Education and the Realisation of Potential: The Adult’s and Society’s Roles
This quotation mingles the various aspects of potential which we have described above. It plays, first, on the individualistic notion that every child should achieve self-actualisation through education, becoming who they want to be within the limits of their ‘potential’. The quotation then highlights the economic benefits of the future times when potentials are actualised, with pointed reference to work and professional competencies; it is implied that both individual children and society will benefit from them. Finally, the quotation alludes hopefully—but rather vaguely—to a future where children, through fulfilling their potential, create a better society than their parents have been able to achieve. This elision of different perspectives on potential is commonplace; it suggests that these individualistic, economic and utopian strands to the concept are somehow easily reconcilable.
…we want to ensure all young people have the tools and opportunities they need to fulfil their potential, regardless of background or life circumstances. We believe that all young people should have access to local and national opportunities to develop skills for life and work and to create a more responsible, engaged and cohesive society. (DfE 2013)
Tensions abound in this extract. Individual children’s needs are to be supported and their individual potentials realised—but in the name of ‘raising attainment’ in standardised assessments. Is an individual’s potential thus understood as anything other than improving grades? The ‘most able’ are contrasted not with the ‘least able’ but with the ‘most disadvantaged’; this implies both that ability is innate and that social background matters, without making their relationship explicit. Elsewhere the same report states that the potential of neither group is currently being realised. Is the school system thus expected to narrow the attainment gap between them—as an ‘educable property’ view of potential demands—or to maintain it—as an ‘innate property’ view demands?
Every child, from the most disadvantaged to the most able, must have the environment and opportunities they need to learn and succeed. To raise attainment, schools need to create a disciplined learning environment, teach a broad and balanced curriculum and support the needs of individual children, helping them to realise their potential (Ofsted 2014, 13).
That their children ‘have potential’ is an ‘implicit assumption’ for middle-class parents (Lucey and Reay 2002, 333), which drives their educational choices; this notion of potential thus becomes a justification for parental and class pressure. In other words, potential itself is a problematically classed and only superficially meritocratic concept. Everyone can theoretically ‘have’ high potential, but there are great disparities in the expectations held of children from different backgrounds, normalising potential for middle-class children, while high potential is seen as exceptional for their lower SES peers. Potential used in this sense is thus divisive, encouraging competition and differentiation between children, since the only way for schools to show that they are helping children to achieve their potentials that is recognised by Ofsted is to rank them against their peers and show that they outperform them. In such a system there will be winners and losers; by this definition, many or most will not reach their proverbial potential.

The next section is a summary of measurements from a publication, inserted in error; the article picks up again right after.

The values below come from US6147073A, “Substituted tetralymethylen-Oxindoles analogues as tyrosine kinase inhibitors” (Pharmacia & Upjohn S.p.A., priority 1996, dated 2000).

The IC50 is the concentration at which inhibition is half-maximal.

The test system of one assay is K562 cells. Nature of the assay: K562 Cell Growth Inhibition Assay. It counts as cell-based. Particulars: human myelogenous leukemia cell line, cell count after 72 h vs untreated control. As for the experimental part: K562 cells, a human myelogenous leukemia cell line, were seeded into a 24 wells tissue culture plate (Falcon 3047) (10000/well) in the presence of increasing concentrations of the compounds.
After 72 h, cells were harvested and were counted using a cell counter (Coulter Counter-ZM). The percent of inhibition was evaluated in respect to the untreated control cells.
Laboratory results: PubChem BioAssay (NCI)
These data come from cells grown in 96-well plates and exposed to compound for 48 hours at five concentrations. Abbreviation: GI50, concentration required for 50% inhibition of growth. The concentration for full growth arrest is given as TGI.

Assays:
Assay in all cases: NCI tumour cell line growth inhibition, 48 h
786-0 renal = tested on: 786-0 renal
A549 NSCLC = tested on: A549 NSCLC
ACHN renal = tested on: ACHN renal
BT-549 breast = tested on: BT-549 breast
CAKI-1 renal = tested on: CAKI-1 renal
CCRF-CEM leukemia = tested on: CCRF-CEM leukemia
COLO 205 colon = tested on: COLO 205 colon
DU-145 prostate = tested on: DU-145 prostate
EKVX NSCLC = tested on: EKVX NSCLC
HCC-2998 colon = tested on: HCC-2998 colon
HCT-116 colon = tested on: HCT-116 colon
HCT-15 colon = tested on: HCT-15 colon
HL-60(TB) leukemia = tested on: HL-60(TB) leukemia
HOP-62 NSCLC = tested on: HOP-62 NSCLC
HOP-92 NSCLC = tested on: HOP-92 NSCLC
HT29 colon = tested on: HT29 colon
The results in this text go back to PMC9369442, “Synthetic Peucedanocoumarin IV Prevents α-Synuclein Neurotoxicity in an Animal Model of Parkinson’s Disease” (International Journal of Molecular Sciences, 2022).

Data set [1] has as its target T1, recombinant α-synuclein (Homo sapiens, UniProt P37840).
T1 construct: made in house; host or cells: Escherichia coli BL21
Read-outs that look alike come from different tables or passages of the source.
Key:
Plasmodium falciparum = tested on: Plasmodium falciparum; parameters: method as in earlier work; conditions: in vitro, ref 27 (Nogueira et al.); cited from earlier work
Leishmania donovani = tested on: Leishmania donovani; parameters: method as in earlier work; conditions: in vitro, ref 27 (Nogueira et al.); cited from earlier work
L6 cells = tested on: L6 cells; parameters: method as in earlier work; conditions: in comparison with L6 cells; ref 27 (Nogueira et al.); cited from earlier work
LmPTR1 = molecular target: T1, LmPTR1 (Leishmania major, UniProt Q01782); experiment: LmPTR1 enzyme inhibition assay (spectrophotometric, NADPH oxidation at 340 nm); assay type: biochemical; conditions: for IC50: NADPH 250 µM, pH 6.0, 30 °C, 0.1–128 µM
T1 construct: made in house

… a particular kind of individualism, and a particular kind of freedom, embedded in the specialness and particularity of the young child, and the idea that the child should be able to realize their inherent capabilities or potential (Vincent and Ball 2007, 1070).
Problems of ‘Potential’ in Contemporary Educational Discourse
On the levels of policy and practice, then, there are real tensions both within and between different conceptions of children’s potential: self-actualisation versus economic functionality; exceptionality versus human perfectibility; competitive self-promotion versus utopian collectivism. Rhetorically, however, they are easily mixed and elided into phrases which harmonise their distinctive notes, seeking to claim the moral authority of all. This ease stems, we suggest, from a shared philosophical individualism in which the student—their learning, rights, achievements and future position in society—is seen as the basic unit of the educational process; but also a shared utilitarianism whereby this individual self-actualisation is expected to lead to the betterment of society and to economic prosperity. This wishfulness is questionable; there is great tension between those utilitarian and individualistic pulls.